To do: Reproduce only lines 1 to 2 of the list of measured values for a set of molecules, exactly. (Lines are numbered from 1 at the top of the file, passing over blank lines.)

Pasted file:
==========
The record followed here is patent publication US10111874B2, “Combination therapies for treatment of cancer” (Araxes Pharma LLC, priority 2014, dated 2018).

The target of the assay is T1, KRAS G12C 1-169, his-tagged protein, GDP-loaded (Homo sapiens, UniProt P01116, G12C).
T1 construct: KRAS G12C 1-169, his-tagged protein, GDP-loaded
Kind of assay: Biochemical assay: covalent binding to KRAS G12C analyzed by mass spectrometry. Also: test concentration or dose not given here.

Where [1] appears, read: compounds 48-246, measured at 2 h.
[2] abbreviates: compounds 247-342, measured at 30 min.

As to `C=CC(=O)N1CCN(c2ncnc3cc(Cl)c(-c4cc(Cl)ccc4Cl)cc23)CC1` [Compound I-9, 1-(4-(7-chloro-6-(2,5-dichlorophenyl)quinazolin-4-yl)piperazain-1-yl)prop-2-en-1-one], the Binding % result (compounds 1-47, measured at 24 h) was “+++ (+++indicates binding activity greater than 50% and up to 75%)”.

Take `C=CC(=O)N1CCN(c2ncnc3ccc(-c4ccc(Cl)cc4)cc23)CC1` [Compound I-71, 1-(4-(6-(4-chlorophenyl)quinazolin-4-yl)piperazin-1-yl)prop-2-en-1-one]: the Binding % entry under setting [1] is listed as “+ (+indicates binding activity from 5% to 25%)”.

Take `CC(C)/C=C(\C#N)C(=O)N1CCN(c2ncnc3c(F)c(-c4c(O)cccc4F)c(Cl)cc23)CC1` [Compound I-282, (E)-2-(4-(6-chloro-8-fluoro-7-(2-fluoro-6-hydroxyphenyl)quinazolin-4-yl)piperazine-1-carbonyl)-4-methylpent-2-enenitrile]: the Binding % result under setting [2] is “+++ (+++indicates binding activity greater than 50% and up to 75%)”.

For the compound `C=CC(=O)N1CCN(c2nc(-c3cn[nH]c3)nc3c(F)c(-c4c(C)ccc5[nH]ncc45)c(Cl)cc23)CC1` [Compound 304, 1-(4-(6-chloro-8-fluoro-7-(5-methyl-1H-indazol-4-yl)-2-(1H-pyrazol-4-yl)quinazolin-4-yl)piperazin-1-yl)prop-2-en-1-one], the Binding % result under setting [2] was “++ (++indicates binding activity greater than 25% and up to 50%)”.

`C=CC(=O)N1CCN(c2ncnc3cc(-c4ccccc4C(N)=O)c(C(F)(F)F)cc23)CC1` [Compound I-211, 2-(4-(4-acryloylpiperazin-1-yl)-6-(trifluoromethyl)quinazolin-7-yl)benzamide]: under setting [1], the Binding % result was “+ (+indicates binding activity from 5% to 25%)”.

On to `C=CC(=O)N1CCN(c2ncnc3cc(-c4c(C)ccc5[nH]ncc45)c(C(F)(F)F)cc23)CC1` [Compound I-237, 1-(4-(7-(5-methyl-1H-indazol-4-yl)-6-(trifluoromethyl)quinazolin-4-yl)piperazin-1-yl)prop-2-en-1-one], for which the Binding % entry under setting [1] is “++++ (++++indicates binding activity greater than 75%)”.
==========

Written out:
The record followed here is patent publication US10111874B2, “Combination therapies for treatment of cancer” (Araxes Pharma LLC, priority 2014, dated 2018).

The target of the assay is T1, KRAS G12C 1-169, his-tagged protein, GDP-loaded (Homo sapiens, UniProt P01116, G12C).